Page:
The sons of thunder – A story of two brothers separated by war

As we mark the 150 year anniversary of the Civil War, we look back on the event whose history is still as popular and as controversial today as it ever was. Perhaps the saddest war in history, it impacted families on both sides of the Mason-Dixon Line, as it pitted brother against brother.

Our grandfather Manson Camp’s brothers, James and John, the sons of Lawson Camp, served on opposite sides of the conflict. Born in Cleveland County, the family moved to Hendersonville, when James and John were just boys. A span of eight years and — later — ideology separated them.

John Movas Camp served in the Confederate Army as a member of the 35th NC Infantry Regiment, Company G, Henderson Rifles. They fought at New Bern, Seven Pines, Malvern Hill, and Sharpsburg/Antietam. In December 1862, John was wounded at Fredericksburg, and had his leg amputated. He died from his wounds a month later.

James Jefferson Camp was a member of the Confederate Army 62nd NC Infantry Regiment, Company E, organized in Waynesville. This unit worked in the west along the North Carolina/Tennessee borders. James was captured at Carter’s Depot, Tennessee and a prisoner at Camp Douglas. He was exchanged and deserted in 1863.

James joins Union

A month later, he joined the Union Army as a member of the 2nd NC Mounted Infantry, organized in Knoxville, Tennessee. Most of this unit formerly served in Confederate regiments. They did not fight in major battles, but worked in East Tennessee as patrol duty and scouting, and did a lot of cavalry raids around Boone and Asheville.

James was attached to the Union Army 3rd NC Mounted Infantry during Gen. Stoneman’s Raid, whose goal was not to fight in battles, but to rob civilians and devastate and destroy communities. This unit did quite a bit of damage to Western North Carolina, angering residents so much, that when the first North Carolina historical markers commemorating Stoneman’s Raid were installed over seventy years afterward, citizens tore them down and threw them in a river.

Daddy did not mention that his “Uncle Jim” fought for the Union Army too. He just said that family seemed to think he might have stayed in Tennessee or gone to live in Texas after the war.

Hearts broken over division

Hearts must have been broken over this family division. James’ brother, his brother-in-law, as well as many of his cousins, had been killed fighting for the Confederacy. Many family members who survived the war were maimed for life. The Southland lay in devastation. Emotions were raw, and there must have been harsh words said when he returned to the family after he was discharged from the Union Army.

He soon left home again and went back to Tennessee to live. He got married in 1869, in Tennessee, but they div

orced in a couple of years and had no children.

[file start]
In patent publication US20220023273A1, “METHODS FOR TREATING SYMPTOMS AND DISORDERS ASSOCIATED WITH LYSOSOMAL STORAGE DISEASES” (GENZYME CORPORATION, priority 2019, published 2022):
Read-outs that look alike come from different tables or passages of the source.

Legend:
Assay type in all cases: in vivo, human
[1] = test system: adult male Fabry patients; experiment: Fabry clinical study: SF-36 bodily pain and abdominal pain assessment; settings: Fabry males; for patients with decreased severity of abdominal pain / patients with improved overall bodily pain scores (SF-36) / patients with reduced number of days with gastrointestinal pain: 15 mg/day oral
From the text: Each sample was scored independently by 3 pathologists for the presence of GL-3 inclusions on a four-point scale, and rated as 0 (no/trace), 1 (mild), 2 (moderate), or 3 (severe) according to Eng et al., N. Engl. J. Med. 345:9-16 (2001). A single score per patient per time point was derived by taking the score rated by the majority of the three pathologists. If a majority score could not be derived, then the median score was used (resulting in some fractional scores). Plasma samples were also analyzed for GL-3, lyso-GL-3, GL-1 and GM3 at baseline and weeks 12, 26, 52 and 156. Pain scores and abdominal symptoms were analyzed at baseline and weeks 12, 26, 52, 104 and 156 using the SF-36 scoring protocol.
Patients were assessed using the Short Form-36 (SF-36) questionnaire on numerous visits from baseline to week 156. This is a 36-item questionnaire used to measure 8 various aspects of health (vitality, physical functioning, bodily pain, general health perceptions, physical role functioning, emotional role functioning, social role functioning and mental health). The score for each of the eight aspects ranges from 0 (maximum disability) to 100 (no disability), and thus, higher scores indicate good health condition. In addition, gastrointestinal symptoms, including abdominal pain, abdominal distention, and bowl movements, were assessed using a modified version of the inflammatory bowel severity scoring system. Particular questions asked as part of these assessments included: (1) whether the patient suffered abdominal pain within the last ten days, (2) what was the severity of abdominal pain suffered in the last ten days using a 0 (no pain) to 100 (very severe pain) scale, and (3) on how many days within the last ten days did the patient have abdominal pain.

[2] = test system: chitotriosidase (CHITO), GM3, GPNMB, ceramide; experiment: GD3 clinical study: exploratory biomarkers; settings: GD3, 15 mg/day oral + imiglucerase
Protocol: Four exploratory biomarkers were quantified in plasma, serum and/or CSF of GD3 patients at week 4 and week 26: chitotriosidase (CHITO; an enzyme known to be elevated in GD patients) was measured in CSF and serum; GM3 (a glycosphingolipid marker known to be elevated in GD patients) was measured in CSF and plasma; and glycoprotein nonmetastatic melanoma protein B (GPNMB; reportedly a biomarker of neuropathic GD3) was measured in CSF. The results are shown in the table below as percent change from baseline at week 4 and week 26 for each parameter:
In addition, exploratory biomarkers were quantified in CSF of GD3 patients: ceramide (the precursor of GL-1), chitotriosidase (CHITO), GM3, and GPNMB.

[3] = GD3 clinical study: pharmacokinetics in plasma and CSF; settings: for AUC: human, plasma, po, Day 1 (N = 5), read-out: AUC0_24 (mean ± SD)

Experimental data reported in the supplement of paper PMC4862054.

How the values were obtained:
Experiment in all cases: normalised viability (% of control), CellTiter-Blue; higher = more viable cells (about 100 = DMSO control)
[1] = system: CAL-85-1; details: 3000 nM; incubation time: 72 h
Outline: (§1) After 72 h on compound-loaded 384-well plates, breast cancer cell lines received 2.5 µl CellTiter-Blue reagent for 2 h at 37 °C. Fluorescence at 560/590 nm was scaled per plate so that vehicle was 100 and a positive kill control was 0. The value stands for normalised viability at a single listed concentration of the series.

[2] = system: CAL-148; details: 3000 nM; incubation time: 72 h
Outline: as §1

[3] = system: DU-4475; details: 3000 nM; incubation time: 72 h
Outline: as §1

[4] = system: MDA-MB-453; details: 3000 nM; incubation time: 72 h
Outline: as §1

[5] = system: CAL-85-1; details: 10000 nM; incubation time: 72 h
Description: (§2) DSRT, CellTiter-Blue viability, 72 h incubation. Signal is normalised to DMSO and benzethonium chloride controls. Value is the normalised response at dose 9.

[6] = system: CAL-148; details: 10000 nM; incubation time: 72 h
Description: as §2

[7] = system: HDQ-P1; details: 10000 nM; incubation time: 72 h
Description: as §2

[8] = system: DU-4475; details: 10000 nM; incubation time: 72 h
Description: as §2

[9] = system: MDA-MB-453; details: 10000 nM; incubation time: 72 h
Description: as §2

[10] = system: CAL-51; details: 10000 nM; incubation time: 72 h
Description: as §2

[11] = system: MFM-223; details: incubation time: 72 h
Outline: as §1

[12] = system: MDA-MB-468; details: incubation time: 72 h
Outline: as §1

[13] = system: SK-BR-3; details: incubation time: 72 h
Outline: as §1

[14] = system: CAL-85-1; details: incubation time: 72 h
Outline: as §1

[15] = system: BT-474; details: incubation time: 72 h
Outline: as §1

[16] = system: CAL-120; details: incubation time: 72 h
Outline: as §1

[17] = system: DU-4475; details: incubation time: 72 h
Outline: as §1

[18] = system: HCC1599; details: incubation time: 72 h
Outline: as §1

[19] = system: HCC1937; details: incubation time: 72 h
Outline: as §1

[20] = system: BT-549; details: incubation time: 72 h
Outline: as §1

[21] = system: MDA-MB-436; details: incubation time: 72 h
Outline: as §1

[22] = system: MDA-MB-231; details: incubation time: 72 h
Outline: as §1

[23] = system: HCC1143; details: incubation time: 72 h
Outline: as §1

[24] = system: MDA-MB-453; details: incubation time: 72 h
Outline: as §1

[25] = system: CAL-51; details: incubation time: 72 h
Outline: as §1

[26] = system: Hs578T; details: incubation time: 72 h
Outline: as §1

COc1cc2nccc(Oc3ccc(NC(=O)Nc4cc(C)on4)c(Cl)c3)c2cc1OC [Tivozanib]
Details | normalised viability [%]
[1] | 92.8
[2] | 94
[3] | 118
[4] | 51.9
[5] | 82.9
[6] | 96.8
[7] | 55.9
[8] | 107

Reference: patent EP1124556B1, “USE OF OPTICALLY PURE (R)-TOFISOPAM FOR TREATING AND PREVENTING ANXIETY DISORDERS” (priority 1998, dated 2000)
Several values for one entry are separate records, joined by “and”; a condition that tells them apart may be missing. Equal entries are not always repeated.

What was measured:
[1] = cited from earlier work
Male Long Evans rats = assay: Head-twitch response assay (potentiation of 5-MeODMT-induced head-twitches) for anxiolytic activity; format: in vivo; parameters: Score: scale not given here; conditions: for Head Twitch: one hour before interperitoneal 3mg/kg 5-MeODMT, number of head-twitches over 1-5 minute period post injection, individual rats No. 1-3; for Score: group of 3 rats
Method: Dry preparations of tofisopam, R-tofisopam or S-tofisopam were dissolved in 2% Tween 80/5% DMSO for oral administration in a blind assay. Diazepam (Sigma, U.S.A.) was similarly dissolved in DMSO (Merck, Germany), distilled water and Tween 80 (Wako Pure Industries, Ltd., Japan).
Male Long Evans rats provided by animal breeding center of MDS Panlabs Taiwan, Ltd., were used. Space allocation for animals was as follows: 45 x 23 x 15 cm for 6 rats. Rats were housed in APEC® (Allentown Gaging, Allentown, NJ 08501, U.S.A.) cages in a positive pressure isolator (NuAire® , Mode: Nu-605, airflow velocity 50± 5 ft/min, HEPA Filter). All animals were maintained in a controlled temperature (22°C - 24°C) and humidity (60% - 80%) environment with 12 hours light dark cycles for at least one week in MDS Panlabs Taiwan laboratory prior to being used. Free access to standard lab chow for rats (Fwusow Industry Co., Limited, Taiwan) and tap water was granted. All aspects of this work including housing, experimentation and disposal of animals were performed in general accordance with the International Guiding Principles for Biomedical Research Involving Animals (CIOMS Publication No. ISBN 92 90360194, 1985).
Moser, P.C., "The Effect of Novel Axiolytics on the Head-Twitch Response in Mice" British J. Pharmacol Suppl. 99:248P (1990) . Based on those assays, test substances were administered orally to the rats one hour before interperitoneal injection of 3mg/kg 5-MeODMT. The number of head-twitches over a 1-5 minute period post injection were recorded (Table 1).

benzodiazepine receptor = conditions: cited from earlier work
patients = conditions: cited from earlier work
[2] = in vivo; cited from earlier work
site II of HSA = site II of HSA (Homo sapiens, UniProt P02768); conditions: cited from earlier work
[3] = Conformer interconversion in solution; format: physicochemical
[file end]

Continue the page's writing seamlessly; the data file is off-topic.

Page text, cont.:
He stayed in Tennessee until 1884. He moved to Georgia in 1885, to Louisiana in 1886, and lived in Arizona over twenty-two years, working in mining towns wherever he went.

“Left because of adverse southern sentiment”

James lived into his 90s, and spent his last years in Veterans Homes. He died in Los Angeles in 1937 and is buried there in Los Angeles National Cemetery. The administrators of the Veterans Home tried to send a telegram to his brother, Abner Camp, in North Carolina, but it was returned due to incomplete address. By this time, Abner had been dead for 17 years.

James Camp’s personal effects consisted of his clothing and a box of letters he had been saving. They were disposed of by the administrators of the Veterans Home. We’ll never know who the letters were from, but we know that someone kept in touch with him after he left, or family wouldn’t have known that he went out west.

James Camp left North Carolina because he fought for the North. His pension application states that he “left because of adverse southern sentiment in his family and among his neighbors. He was obliged to leave home shortly after being discharged and has had no communications with friends and relatives since.” On another document he says he left after “finding confederate sentiment too strongly adverse to federal soldiers.”

He must have lived out his life as a lonely existence, exiled from his family. In looking back at the Civil War and calculating the loss of property and lives, we are reminded that emotional trauma was immeasurable collateral damage, and to many families, perhaps a fate even worse than death.

Brendan Camp LeGrand is the granddaughter of Manson Camp and Col. James L. Miller is his great-great-grandson. They have been working together on the family genealogy about two years. LeGrand published a Camp genealogy book in 2009.

[By Brendan Camp LeGrand and Col. James L. Miller]